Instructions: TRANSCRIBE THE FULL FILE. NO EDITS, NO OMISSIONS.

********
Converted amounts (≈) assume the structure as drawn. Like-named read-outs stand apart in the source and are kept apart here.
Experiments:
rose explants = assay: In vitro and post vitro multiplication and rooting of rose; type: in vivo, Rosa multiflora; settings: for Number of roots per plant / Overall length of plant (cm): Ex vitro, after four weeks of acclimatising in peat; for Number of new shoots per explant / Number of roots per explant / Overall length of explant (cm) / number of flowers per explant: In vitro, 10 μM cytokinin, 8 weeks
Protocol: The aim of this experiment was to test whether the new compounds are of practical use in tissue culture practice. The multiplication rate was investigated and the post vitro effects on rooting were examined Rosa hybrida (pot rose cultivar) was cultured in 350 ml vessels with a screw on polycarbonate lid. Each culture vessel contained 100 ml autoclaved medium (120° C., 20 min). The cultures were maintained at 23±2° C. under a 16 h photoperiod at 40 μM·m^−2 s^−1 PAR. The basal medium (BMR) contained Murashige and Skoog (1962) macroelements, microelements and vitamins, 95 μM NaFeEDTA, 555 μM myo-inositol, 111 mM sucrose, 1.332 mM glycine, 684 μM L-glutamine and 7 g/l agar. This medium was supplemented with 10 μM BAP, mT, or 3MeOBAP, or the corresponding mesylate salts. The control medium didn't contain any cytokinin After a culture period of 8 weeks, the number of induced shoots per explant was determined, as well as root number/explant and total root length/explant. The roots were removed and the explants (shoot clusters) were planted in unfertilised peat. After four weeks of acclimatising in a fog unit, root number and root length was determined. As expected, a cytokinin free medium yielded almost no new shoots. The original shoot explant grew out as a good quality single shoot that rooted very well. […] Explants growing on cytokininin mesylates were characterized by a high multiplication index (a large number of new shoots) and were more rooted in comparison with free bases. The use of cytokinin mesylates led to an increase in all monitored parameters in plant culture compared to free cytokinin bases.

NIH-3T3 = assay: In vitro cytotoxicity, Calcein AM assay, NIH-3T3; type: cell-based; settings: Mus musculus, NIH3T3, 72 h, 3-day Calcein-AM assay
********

Converted amounts (≈) assume the structure as drawn. Like-named read-outs stand apart in the source and are kept apart here.
Experiments:
rose explants = assay: In vitro and post vitro multiplication and rooting of rose; type: in vivo, Rosa multiflora; settings: for Number of roots per plant / Overall length of plant (cm): Ex vitro, after four weeks of acclimatising in peat; for Number of new shoots per explant / Number of roots per explant / Overall length of explant (cm) / number of flowers per explant: In vitro, 10 μM cytokinin, 8 weeks
Protocol: The aim of this experiment was to test whether the new compounds are of practical use in tissue culture practice. The multiplication rate was investigated and the post vitro effects on rooting were examined Rosa hybrida (pot rose cultivar) was cultured in 350 ml vessels with a screw on polycarbonate lid. Each culture vessel contained 100 ml autoclaved medium (120° C., 20 min). The cultures were maintained at 23±2° C. under a 16 h photoperiod at 40 μM·m^−2 s^−1 PAR. The basal medium (BMR) contained Murashige and Skoog (1962) macroelements, microelements and vitamins, 95 μM NaFeEDTA, 555 μM myo-inositol, 111 mM sucrose, 1.332 mM glycine, 684 μM L-glutamine and 7 g/l agar. This medium was supplemented with 10 μM BAP, mT, or 3MeOBAP, or the corresponding mesylate salts. The control medium didn't contain any cytokinin After a culture period of 8 weeks, the number of induced shoots per explant was determined, as well as root number/explant and total root length/explant. The roots were removed and the explants (shoot clusters) were planted in unfertilised peat. After four weeks of acclimatising in a fog unit, root number and root length was determined. As expected, a cytokinin free medium yielded almost no new shoots. The original shoot explant grew out as a good quality single shoot that rooted very well. […] Explants growing on cytokininin mesylates were characterized by a high multiplication index (a large number of new shoots) and were more rooted in comparison with free bases. The use of cytokinin mesylates led to an increase in all monitored parameters in plant culture compared to free cytokinin bases.

NIH-3T3 = assay: In vitro cytotoxicity, Calcein AM assay, NIH-3T3; type: cell-based; settings: Mus musculus, NIH3T3, 72 h, 3-day Calcein-AM assay